Apple iPhone 14 Teardown Reveals Surprisingly High Right-To-Repair Score

Apple iPhone 14 with its bottom cover lifted up exposing the internal hardware.
Apple isn't exactly known for designing and molding hardware gadgets that are easy to crack open and repair at home. To the Cupertino company's credit, however, it has made relatively recent efforts in line with the right-to-repair movement that's been gaining steam, and that's on full display in a teardown analysis of its base iPhone 14 model that launched earlier this month.

You wouldn't know it just by looking at the iPhone 14. At a glance, the physical design looks similar to the previous generation iPhone 13. However, the folks at iFixIt say Apple retooled the interior layout for what amounts to "the most significant design change to the iPhone in a long time."

"Apple didn’t mention the secret redesign in their keynote. If reviewers had disassembled the phone, they would have discovered this: The iPhone 14 opens from the front and the back. This is the iPhone 14 reborn as a beautiful butterfly—a midframe in the middle, accessible screen on the left, and removable rear glass on the right," iFixIt states in its teardown analysis.

While this may sound simple, the site says it's actually no small feat, as the implementation of a new metal frame necessitated a complete overhaul of the internal layout. Apple had to rethink certain parts of the design, such as the RF and ingress protection perimeter.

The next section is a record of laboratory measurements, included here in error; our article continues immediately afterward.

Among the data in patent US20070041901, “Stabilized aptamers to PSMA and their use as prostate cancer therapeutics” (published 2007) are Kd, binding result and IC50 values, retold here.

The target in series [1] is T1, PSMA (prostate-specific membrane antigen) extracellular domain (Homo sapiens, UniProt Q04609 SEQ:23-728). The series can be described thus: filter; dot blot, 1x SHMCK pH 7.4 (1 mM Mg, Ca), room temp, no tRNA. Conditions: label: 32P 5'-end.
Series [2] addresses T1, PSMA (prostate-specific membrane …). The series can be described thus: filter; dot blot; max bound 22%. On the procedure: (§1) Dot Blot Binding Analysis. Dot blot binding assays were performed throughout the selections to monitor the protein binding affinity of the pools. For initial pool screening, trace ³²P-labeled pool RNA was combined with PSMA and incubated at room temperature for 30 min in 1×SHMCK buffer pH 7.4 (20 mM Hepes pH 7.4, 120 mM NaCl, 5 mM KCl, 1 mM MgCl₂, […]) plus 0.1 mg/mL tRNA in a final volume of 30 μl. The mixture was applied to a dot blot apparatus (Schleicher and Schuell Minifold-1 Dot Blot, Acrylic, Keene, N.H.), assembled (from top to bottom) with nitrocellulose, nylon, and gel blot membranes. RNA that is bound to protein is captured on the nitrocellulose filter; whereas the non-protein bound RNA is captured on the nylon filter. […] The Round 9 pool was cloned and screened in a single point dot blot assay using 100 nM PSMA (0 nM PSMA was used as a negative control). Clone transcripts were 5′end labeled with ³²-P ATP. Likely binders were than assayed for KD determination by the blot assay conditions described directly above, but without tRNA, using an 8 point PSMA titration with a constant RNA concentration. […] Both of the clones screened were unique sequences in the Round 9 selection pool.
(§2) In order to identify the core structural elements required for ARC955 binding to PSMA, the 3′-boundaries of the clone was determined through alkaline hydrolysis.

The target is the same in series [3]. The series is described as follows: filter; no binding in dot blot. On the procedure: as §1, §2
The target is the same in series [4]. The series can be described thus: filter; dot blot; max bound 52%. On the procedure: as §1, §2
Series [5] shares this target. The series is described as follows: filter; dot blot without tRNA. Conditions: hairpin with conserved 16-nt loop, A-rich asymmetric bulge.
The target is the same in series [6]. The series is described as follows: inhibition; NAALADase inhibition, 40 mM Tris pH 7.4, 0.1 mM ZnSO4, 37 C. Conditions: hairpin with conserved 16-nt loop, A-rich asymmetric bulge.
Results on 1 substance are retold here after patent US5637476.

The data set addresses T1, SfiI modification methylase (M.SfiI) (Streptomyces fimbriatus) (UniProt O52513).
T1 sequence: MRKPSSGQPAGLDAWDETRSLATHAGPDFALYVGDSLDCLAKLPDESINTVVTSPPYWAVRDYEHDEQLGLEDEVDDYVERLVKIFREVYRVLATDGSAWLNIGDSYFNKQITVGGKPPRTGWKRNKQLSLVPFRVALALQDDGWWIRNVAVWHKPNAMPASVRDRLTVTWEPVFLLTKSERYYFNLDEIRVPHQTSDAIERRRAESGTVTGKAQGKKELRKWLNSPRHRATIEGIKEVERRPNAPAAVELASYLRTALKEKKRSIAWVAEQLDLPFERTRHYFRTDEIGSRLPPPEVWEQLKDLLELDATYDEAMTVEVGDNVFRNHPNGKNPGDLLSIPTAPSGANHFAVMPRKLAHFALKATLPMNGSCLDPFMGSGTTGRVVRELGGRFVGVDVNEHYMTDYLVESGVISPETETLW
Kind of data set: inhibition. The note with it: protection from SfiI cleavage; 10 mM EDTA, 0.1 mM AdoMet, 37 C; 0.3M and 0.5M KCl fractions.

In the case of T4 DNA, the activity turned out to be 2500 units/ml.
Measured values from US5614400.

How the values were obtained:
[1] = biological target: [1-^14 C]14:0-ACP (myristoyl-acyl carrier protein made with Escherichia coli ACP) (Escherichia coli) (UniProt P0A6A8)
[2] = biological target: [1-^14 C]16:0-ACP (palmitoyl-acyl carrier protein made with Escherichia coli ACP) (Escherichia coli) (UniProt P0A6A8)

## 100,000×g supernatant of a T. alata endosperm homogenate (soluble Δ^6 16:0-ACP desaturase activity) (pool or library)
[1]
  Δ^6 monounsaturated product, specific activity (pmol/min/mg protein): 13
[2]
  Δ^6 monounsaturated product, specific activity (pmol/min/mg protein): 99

"Apple has gone back to the drawing board and reworked the iPhone’s internals to make repair easier. It’s an upgrade so seamless that the best tech reviewers in the world didn’t notice," iFixIt says.

The reason this matters is because every previous iPhone has presented frustrating challenges to repairing or replacing certain components, like the battery and charging port. This has varied by model—for the iPhone X, iPhone 11, iPhone 12, and iPhone 13, opening the back glass has been "murder" because of the strong adhesive holding it down.

Apple iPhone 14 opened up with each half (front and back) in separate hands.
That's not the case (pun intended) with the iPhone 14.

"Apple has seemingly used a slightly less aggressive adhesive, making opening it up a tad easier than screens of yore. And as a bonus, removing the exact same screws as the back glass gets you access to the screen. Just two screws, and both screen and back glass are immediately accessible. Incredible," iFixIt states.

The site deems this a "dramatic rethinking" of the iPhone's design, and says it's the "most substantial iPhone redesign of the X." That's high praise. What it all amounts to is a 7 out of 10 Repairability score, which is the highest mark the site has awarded an iPhone.

Of course, it wasn't all peaches and praise. The site called out Apple for reports that it's still requiring activation of the back glass after installation. The logic board can be stubborn to remove from the midframe. Overall, however, it's a stark departure from past efforts. It's also limited to the base iPhone 14 model—the iPhone 14 Pro and iPhone 14 Pro Max are still a bear to repair.

Images courtesy of iFixIt